Animal studies are currently a prerequisite in the pre-clinical phase of the drug development process. However, the pharmacology industry reports [S.M. Paul Nature Rev. Drug Disc. 2010] that 88% of the by the emerging Coherent Anti-Stokes Raman Scattering (CARS) microscopy technique in living cells compounds showing promising pre-clinical results give undesirable responses in the human body, raising the need for more reliable and ethically acceptable assays. As an alternative, we propose to develop human in vitro tissues by growing stem cells in tissue-mimicking environments consisting of a mixing-induced two-component hydrogel (MITCH) based on two recombinant-engineered proteins with tunable (cell) interaction properties. They enable (i) long-term studies of relevant cells harvested from patients, rather than artificial cell lines; (ii) the formation of an immediate, biocompatible 3D environment which can be optimized at molecular level to promote native cell phenotype and functionality; and provide (iii) access to dynamic and detailed, single-cell drug response data by advanced and high-through put microscopy technology. As a first example, we will establish drug discovery assays for metabolic diseases by optimizing the molecular composition of the MITCH for adipose-derived stem cells from diabetes and obesity patients. Lipid storage will be monitored under the influence of insulin and drug molecules. Results will be compared with data from human tissue.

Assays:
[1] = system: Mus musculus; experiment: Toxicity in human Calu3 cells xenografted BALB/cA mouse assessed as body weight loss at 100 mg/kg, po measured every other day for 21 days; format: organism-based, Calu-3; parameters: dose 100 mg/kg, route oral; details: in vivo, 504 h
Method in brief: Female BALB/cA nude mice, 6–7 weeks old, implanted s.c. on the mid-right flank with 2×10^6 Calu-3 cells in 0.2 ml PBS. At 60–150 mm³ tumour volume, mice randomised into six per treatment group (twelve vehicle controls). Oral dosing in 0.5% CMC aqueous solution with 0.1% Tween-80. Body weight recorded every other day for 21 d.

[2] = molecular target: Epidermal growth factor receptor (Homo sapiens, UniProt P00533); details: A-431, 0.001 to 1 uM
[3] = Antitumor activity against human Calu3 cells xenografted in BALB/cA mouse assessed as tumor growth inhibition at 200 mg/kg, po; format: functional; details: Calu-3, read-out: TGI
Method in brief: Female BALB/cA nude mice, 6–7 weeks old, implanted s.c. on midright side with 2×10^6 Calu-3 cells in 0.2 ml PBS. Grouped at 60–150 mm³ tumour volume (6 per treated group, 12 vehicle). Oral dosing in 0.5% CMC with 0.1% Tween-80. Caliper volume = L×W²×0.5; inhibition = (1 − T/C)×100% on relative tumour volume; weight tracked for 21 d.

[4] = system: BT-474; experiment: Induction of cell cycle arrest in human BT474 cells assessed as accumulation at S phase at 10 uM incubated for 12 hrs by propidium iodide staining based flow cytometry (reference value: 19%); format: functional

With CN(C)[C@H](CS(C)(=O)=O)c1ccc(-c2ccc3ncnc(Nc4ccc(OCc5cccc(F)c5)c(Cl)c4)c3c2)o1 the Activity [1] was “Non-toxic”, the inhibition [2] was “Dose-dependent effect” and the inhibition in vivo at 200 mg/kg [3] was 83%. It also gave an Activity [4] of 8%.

Biträdande professor at Chalmers, Biology and Biological Engineering, Chemical Biology
Funding Chalmers participation during 2014–2016